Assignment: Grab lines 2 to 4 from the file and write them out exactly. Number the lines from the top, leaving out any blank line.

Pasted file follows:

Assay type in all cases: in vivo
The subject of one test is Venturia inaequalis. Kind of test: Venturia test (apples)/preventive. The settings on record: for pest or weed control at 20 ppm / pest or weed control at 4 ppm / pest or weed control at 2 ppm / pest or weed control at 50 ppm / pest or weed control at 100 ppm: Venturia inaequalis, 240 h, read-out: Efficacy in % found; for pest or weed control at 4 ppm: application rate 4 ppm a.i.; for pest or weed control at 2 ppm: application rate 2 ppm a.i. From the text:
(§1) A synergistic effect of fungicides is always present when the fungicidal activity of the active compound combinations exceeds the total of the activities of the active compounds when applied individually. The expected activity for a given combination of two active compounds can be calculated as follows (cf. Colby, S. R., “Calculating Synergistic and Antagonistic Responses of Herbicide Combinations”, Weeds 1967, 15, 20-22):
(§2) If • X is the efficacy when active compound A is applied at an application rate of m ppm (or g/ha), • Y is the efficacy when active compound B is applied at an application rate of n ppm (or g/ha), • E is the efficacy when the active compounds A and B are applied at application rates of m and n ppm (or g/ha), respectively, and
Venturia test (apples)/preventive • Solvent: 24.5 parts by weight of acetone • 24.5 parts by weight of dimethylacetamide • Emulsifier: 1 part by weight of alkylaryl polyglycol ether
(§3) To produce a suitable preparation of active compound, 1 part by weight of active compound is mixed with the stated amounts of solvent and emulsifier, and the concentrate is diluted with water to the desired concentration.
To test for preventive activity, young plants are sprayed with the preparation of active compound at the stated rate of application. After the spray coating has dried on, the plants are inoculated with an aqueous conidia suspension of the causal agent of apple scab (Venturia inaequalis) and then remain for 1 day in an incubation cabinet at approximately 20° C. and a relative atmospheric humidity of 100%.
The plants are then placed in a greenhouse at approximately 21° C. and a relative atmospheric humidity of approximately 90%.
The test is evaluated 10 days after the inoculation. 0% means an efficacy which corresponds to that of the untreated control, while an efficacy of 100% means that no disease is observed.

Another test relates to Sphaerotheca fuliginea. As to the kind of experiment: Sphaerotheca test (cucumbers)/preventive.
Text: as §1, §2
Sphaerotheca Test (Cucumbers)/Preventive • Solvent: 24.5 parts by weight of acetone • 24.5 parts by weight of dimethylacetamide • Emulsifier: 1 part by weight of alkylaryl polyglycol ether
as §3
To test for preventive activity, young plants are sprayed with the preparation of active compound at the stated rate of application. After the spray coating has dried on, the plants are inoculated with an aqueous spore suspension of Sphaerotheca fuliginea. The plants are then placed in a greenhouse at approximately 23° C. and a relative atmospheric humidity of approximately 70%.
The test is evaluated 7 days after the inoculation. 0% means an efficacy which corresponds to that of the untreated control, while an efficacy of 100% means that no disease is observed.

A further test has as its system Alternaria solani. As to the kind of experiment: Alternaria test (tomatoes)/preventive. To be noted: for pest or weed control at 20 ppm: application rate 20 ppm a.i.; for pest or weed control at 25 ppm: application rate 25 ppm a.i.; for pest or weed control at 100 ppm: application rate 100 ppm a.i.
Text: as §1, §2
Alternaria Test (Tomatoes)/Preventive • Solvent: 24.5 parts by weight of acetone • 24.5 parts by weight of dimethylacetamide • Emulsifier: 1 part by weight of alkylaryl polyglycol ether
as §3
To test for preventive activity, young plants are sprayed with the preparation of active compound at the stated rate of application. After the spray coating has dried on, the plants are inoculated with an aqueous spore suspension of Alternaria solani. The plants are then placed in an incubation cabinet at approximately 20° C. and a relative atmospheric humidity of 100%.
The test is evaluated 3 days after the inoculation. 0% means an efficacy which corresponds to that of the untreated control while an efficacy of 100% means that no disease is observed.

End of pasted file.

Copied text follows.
The subject of one test is Venturia inaequalis. Kind of test: Venturia test (apples)/preventive. The settings on record: for pest or weed control at 20 ppm / pest or weed control at 4 ppm / pest or weed control at 2 ppm / pest or weed control at 50 ppm / pest or weed control at 100 ppm: Venturia inaequalis, 240 h, read-out: Efficacy in % found; for pest or weed control at 4 ppm: application rate 4 ppm a.i.; for pest or weed control at 2 ppm: application rate 2 ppm a.i. From the text:
(§1) A synergistic effect of fungicides is always present when the fungicidal activity of the active compound combinations exceeds the total of the activities of the active compounds when applied individually. The expected activity for a given combination of two active compounds can be calculated as follows (cf. Colby, S. R., “Calculating Synergistic and Antagonistic Responses of Herbicide Combinations”, Weeds 1967, 15, 20-22):
(§2) If • X is the efficacy when active compound A is applied at an application rate of m ppm (or g/ha), • Y is the efficacy when active compound B is applied at an application rate of n ppm (or g/ha), • E is the efficacy when the active compounds A and B are applied at application rates of m and n ppm (or g/ha), respectively, and